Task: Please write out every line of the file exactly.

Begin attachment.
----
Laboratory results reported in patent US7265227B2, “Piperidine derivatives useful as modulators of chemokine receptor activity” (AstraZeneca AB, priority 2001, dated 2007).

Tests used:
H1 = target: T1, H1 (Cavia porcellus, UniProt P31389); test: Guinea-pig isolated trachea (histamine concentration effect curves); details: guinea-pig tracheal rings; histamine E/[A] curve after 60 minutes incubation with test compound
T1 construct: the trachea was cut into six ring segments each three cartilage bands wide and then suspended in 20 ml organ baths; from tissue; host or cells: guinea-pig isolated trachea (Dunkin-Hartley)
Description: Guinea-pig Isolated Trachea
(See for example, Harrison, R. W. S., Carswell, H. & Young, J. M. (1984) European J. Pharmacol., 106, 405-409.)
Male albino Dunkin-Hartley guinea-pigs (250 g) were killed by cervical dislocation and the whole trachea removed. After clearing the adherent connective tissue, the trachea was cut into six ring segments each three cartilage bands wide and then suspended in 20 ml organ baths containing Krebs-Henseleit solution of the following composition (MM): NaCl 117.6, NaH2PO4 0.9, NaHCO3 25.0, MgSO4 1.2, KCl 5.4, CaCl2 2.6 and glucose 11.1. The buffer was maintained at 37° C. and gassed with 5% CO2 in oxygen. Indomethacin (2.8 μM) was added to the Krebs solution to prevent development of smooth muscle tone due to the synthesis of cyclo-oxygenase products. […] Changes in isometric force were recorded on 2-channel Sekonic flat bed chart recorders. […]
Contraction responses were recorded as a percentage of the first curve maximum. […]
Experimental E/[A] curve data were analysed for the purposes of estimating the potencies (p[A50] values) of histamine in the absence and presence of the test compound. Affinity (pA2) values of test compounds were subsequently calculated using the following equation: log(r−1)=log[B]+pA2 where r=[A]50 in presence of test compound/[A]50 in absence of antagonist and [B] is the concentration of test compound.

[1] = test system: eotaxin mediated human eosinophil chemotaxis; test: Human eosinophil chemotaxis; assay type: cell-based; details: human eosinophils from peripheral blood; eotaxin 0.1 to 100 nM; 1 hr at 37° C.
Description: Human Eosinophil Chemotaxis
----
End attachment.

Laboratory results reported in patent US7265227B2, “Piperidine derivatives useful as modulators of chemokine receptor activity” (AstraZeneca AB, priority 2001, dated 2007).

Tests used:
H1 = target: T1, H1 (Cavia porcellus, UniProt P31389); test: Guinea-pig isolated trachea (histamine concentration effect curves); details: guinea-pig tracheal rings; histamine E/[A] curve after 60 minutes incubation with test compound
T1 construct: the trachea was cut into six ring segments each three cartilage bands wide and then suspended in 20 ml organ baths; from tissue; host or cells: guinea-pig isolated trachea (Dunkin-Hartley)
Description: Guinea-pig Isolated Trachea
(See for example, Harrison, R. W. S., Carswell, H. & Young, J. M. (1984) European J. Pharmacol., 106, 405-409.)
Male albino Dunkin-Hartley guinea-pigs (250 g) were killed by cervical dislocation and the whole trachea removed. After clearing the adherent connective tissue, the trachea was cut into six ring segments each three cartilage bands wide and then suspended in 20 ml organ baths containing Krebs-Henseleit solution of the following composition (MM): NaCl 117.6, NaH2PO4 0.9, NaHCO3 25.0, MgSO4 1.2, KCl 5.4, CaCl2 2.6 and glucose 11.1. The buffer was maintained at 37° C. and gassed with 5% CO2 in oxygen. Indomethacin (2.8 μM) was added to the Krebs solution to prevent development of smooth muscle tone due to the synthesis of cyclo-oxygenase products. […] Changes in isometric force were recorded on 2-channel Sekonic flat bed chart recorders. […]
Contraction responses were recorded as a percentage of the first curve maximum. […]
Experimental E/[A] curve data were analysed for the purposes of estimating the potencies (p[A50] values) of histamine in the absence and presence of the test compound. Affinity (pA2) values of test compounds were subsequently calculated using the following equation: log(r−1)=log[B]+pA2 where r=[A]50 in presence of test compound/[A]50 in absence of antagonist and [B] is the concentration of test compound.

[1] = test system: eotaxin mediated human eosinophil chemotaxis; test: Human eosinophil chemotaxis; assay type: cell-based; details: human eosinophils from peripheral blood; eotaxin 0.1 to 100 nM; 1 hr at 37° C.
Description: Human Eosinophil Chemotaxis